Medieval fortified house at Compton Castle


Heritage Category:
Scheduled Monument
List Entry Number:
Date first listed:
Date of most recent amendment:


Ordnance survey map of Medieval fortified house at Compton Castle
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This copy shows the entry on 05-Jun-2020 at 11:25:04.


The building or site itself may lie within the boundary of more than one authority.

South Hams (District Authority)
National Grid Reference:
SX 86550 64872

Reasons for Designation

Fortified houses were residences belonging to some of the richest and most powerful members of society. Their design reflects a combination of domestic and military elements. In some instances, the fortifications may be cosmetic additions to an otherwise conventional high status dwelling, giving a military aspect while remaining practically indefensible. They are associated with individuals or families of high status and their ostentatious architecture often reflects a high level of expenditure. The nature of the fortification varies, but can include moats, curtain walls, a gatehouse and other towers, gunports and crenellated parapets. Their buildings normally included a hall used as communal space for domestic and administrative purposes, kitchens, service and storage areas. In later houses the owners had separate private living apartments, these often receiving particular architectural emphasis. In common with castles, some fortified houses had outer courts beyond the main defences in which stables, brew houses, granaries and barns were located. Fortified houses were constructed in the medieval period, primarily between the 15th and 16th centuries, although evidence from earlier periods, such as the increase in the number of licences to crenellate in the reigns of Edward I and Edward II, indicates that the origins of the class can be traced further back. They are found primarily in several areas of lowland England: in upland areas they are outnumbered by structures such as bastles and tower houses which fulfilled many of the same functions. As a rare monument type, with fewer than 200 identified examples, all examples exhibiting significant surviving archaeological remains are considered of national importance.

Despite the demolition of parts of its service buildings, the buried and earthwork remains of the medieval fortified house at Compton Castle survive well complementing the standing fabric of the house which is Listed Grade I, and providing a context for it. The inner and outer courts will contain buried remains which relate to the construction and use of the house, while the earthworks of the associated formal garden and fishpond are likely to contain stratified environmental remains relating to the post-medieval usage of the site and its surrounding landscape.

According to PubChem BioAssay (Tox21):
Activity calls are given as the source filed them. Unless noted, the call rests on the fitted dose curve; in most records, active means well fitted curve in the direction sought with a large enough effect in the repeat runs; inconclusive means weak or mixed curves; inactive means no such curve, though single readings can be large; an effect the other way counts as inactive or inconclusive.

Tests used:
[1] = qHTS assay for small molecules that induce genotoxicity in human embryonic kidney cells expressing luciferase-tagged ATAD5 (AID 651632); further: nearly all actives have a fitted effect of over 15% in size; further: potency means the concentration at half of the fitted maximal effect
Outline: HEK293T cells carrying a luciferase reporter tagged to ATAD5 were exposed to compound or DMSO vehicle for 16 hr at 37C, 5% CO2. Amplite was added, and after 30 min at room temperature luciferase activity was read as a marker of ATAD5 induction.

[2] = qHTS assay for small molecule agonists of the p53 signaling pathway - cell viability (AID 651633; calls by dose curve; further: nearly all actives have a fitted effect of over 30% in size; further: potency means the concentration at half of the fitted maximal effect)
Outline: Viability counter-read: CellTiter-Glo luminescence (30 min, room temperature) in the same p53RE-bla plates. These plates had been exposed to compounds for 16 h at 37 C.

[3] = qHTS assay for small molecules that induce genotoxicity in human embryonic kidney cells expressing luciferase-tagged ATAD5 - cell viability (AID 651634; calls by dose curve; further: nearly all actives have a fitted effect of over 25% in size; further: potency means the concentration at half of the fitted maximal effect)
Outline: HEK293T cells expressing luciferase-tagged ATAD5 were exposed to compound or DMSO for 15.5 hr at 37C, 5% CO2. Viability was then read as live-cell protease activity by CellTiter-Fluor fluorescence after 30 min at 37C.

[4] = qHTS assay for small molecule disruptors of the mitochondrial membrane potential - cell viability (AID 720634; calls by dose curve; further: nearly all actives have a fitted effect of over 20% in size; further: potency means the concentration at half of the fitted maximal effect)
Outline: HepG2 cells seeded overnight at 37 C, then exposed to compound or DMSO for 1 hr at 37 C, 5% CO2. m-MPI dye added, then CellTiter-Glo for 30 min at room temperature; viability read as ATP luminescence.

This monument includes the buried and earthwork remains of a medieval fortified house, an associated fishpond and later garden features, at Compton Castle. The house faces north across a shallow valley. Its double courtyard plan contains the hall, chapel, private chambers and service ranges of a 14th century manor house, heavily rebuilt in the later 15th to early 16th century by the Gilbert family. The present house, which is Listed Grade I, contains substantial parts of the latter period of construction, which was contained within a high enclosing wall with a watch tower at its south east corner. The front wall of the outer courtyard was heavily defended with a central gatehouse with portcullis, capped with machicolated battlements. To the rear of the house, parts of the service ranges surrounding the inner courtyard have been removed, their foundations underlying later lawns and paths. In the later 16th to early 17th century, a third courtyard was laid out to the north, fronting the house, with a large threshing barn on its west side. Between this courtyard and the road, which lies to the north, slight earthworks remain of terraced formal gardens, divided from the orchard to the east by a stone rubble faced ha ha, while earthworks of a fishpond in the valley floor to the west measure 40m from north to south and at least 20m from east to west and up to 1.5m deep, with a dam at the west end 10m wide and up to 1.2m high. A stream runs along the north side of the pond beside the road. At the south west corner of the fishpond, a tree hole 8m in diameter and 1m deep has a circular mound 4m in diameter at its centre. The standing buildings of the fortified house, its curtain walls and other boundary walls, paths, courtyard surfaces and fence posts are excluded from the scheduling, although the ground beneath them is included.

MAP EXTRACT The site of the monument is shown on the attached map extract. It includes a 2 metre boundary around the archaeological features, considered to be essential for the monument's support and preservation.


The contents of this record have been generated from a legacy data system.

Legacy System number:
Legacy System:


Books and journals
Higham, R A, The Castles of Medieval Devon, (1979), 169-332
Everett, A W, 'Transactions of the Devonshire Association' in The Rebuilding of the Hall of Compton Castle, , Vol. 88, (1956), 75-85
MPP fieldwork by R Waterhouse, Waterhouse, R, (2001)


This monument is scheduled under the Ancient Monuments and Archaeological Areas Act 1979 as amended as it appears to the Secretary of State to be of national importance. This entry is a copy, the original is held by the Department for Digital, Culture, Media and Sport.

End of official listing

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